Before the Bend City Council gets too far into revising the city’s water rate structure, we hope the community and councilors remember just how the effort drowned last time.
The city of Bend looked at changing its water rates for homeowners back in 2008. It wanted to soak the water hogs.
It planned an elaborate system of conservation rates — water charges with different tiers.
The city’s plan was to charge the same rate for the first 600 cubic feet of water. Then up to 1,500 cubic feet, it might charge $1.85. Rates would go to about $2.58 up to 3,000 cubic feet. And above that, rates might be $3 per cubic foot.
But as the city eventually admitted, it had no way of knowing how efficiently people were using water. A big family might try hard to conserve and still use much more water than a wasteful couple, but get stuck in a higher tier.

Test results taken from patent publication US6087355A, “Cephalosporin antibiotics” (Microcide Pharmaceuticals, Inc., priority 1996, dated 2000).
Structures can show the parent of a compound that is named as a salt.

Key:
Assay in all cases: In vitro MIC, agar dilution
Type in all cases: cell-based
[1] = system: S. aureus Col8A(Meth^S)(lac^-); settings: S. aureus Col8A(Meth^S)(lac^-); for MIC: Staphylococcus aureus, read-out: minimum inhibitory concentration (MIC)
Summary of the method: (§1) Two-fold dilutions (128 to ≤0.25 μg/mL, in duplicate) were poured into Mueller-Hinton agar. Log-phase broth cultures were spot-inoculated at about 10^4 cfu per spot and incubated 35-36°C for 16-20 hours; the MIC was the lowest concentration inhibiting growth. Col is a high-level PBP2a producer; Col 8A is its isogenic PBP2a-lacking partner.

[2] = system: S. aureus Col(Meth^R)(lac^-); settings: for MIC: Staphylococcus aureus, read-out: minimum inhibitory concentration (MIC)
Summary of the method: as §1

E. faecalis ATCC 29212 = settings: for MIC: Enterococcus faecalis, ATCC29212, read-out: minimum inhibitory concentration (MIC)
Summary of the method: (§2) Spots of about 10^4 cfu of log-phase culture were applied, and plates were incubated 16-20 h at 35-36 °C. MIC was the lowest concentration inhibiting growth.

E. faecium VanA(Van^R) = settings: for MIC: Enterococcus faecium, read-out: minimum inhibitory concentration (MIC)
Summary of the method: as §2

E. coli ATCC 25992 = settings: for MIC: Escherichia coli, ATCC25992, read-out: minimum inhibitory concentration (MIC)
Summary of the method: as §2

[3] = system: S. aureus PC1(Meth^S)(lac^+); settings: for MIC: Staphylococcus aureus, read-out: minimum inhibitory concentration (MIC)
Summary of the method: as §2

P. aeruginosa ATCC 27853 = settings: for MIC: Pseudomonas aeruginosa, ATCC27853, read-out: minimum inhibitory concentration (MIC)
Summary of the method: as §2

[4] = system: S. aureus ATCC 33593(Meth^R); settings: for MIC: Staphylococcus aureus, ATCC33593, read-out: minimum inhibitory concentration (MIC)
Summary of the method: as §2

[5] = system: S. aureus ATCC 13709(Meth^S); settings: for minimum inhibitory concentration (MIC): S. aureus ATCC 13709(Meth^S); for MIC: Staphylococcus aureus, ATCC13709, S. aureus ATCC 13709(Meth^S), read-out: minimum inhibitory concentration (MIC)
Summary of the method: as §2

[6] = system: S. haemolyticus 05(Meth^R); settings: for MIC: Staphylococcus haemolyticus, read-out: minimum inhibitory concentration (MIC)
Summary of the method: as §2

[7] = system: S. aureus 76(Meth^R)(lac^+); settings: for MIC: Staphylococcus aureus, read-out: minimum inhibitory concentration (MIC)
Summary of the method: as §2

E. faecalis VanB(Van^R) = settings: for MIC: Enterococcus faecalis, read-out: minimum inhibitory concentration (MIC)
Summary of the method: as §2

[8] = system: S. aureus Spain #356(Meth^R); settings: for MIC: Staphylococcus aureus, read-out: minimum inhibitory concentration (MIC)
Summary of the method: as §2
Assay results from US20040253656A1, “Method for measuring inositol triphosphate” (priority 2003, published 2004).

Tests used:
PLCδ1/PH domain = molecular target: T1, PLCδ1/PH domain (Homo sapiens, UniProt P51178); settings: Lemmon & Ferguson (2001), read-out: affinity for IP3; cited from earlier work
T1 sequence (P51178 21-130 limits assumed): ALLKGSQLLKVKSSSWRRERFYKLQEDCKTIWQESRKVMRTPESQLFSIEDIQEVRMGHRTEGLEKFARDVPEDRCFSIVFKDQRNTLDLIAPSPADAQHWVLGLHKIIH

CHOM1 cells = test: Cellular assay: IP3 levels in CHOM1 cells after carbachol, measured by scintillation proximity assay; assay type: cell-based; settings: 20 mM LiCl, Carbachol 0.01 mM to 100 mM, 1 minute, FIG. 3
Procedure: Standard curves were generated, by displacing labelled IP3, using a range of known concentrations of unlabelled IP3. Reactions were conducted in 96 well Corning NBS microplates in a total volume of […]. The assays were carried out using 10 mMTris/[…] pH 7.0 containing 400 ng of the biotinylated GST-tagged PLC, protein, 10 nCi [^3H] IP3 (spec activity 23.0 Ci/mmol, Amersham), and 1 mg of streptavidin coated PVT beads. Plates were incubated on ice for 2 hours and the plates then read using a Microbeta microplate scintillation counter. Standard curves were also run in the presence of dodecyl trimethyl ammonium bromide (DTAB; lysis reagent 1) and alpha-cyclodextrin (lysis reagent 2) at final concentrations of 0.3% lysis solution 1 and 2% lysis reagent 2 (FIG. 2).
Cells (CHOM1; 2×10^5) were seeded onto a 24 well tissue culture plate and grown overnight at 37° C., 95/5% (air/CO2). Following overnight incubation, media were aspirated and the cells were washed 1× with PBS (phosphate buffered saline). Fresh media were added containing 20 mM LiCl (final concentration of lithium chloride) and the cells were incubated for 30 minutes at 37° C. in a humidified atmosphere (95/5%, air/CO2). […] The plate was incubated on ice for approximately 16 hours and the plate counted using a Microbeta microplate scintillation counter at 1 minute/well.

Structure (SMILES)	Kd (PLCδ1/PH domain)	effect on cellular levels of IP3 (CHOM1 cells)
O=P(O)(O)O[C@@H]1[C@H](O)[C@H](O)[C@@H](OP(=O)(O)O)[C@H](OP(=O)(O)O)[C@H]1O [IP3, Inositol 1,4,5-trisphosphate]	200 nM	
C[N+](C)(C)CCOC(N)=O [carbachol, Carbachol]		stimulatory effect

The city scrapped that tiered plan.
When the council discussed water rates on Wednesday, the conservation rate concept came up again. It was a relief to hear Mayor Jim Clinton suggest that the city consider setting a rate structure more similar to what it has now.
That promotes conservation. Use more and you pay more.
The city wants to ensure it has a fair and equitable rate structure. It also has to ensure it can pay for infrastructure improvements. The city does not need a complicated rate structure to accomplish that.
If you would like to learn more about the city’s new plans or have a comment, you can email Gillian Ockner at email@example.com.